Thirty people were killed and 30 wounded in a suicide attack by a man wearing an Afghan army uniform who set off a huge explosion early Saturday while trying to board a military bus in the capital. Taliban announced itself responsible.
The blast ripped off the roof of the bus and tore out its sides, leaving a charred hull of burnt metal. The bombing mirrored the country's deadliest ever suicide attack just a few months earlier, when a bomber boarded a police bus in June and killed 35.
Dozens of civilians and police officers picked through the site in search of bodies Saturday.
"For 10 or 15 seconds, it was like an atom bomb - fire, smoke and dust everywhere," said Mohammad Azim, a police officer who witnessed the explosion.
President Hamid Karzai said 30 people were killed - 28 soldiers and two civilians. The Health Ministry said another 30 were wounded.
"It was a terrible tragedy, no doubt an act of extreme cowardice," Karzai said. "Whoever did this was against people, against humanity, definitely against Islam. A man who calls himself Muslim will not blow up innocent people in the middle of Ramadan," the Islamic holy month.
A purported Taliban spokesman, Zabiullah Mujahid, claimed the militant group was responsible for the blast in a text message to The Associated Press. Mujahid said the bomber was a Kabul resident named Azizullah.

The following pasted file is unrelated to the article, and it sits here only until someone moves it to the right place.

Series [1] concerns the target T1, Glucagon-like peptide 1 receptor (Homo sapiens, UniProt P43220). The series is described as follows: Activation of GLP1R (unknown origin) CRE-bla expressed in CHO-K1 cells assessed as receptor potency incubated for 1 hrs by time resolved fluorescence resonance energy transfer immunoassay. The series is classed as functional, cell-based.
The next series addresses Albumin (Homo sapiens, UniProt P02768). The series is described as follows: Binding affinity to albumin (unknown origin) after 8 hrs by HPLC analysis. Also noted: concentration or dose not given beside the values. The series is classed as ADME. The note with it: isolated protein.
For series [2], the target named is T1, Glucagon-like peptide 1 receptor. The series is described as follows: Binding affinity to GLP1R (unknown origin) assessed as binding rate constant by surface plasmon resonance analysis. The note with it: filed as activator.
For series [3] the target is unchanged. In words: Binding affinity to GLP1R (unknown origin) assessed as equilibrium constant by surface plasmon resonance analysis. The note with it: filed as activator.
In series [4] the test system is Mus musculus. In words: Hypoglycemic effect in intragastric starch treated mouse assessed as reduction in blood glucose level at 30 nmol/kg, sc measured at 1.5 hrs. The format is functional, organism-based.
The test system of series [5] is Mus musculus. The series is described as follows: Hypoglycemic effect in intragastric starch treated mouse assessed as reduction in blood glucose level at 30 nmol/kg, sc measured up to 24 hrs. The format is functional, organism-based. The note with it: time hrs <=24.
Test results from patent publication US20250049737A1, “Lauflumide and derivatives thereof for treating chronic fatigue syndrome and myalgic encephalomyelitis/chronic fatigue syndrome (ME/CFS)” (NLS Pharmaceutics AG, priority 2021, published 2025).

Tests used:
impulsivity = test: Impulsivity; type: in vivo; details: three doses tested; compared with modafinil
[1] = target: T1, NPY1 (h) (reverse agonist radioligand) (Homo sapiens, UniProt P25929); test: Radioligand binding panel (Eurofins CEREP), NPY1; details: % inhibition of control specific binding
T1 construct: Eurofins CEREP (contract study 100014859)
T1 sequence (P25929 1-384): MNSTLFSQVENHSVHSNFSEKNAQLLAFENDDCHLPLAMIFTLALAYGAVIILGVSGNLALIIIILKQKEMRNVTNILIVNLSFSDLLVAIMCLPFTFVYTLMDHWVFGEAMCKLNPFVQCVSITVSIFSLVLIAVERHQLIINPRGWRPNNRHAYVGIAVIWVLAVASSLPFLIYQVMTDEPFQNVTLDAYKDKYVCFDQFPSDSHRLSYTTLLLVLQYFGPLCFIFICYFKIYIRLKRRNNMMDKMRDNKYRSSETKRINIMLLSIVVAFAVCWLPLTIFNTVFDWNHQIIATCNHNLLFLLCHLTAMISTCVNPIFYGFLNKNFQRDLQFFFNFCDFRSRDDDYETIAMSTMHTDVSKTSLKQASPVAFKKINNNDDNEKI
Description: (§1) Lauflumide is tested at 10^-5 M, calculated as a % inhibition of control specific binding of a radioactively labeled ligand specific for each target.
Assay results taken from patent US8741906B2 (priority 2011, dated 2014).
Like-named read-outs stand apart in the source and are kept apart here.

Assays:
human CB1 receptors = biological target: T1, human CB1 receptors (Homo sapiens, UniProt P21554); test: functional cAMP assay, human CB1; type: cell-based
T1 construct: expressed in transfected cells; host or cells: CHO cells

The bus had stopped in front of a movie theater to pick up soldiers when a bomber wearing a military uniform tried to board around 6:45 a.m. (0215 GMT), army spokesman Gen. Mohammad Zahir Azimi said.
"Typically there are people checking the IDs of soldiers who want to board the bus," Azimi said. "While they were checking the IDs the bomber tried to get on the bus and blew himself up there."
Kabul's police chief, Gen. Mohammad Aslam Hasas, said Afghan forces shouldn't let strangers get close to them at bus stops.
"They know who should be on the bus," Hasas said. "Whenever they see a stranger's face, they should prevent them from getting close. Later we (officials) will discuss these issues."
The theater, a restaurant and a pharmacy were among several shops that were badly damaged. Body parts were scattered in all directions; police and soldiers climbed trees to retrieve some.
A woman who lives nearby was woken up by the explosion, which shattered her bedroom window, cutting her feet. The blast's force sprayed a chunk of scalp onto a nearby rooftop.
Sulahdin, an army officer at the scene who goes by one name, said about 50 people were on the bus. Adbul Karim, a witness, said several people in the back of the vehicle survived.
Taliban attacks typically target international and Afghan military and police, though civilians are often killed or wounded as well. The Taliban have launched more than 100 suicide attacks this year, a record pace.
The attack mirrored a similar suicide bombing in June, when a bomber boarded a police academy bus at Kabul's busiest transportation hub, killing 35 people - the deadliest insurgent attack in Afghanistan since the U.S.-led invasion in 2001.
More than 4,500 people have been killed in insurgency-related violence this year, according to an Associated Press count based on figures from Western and Afghan officials.
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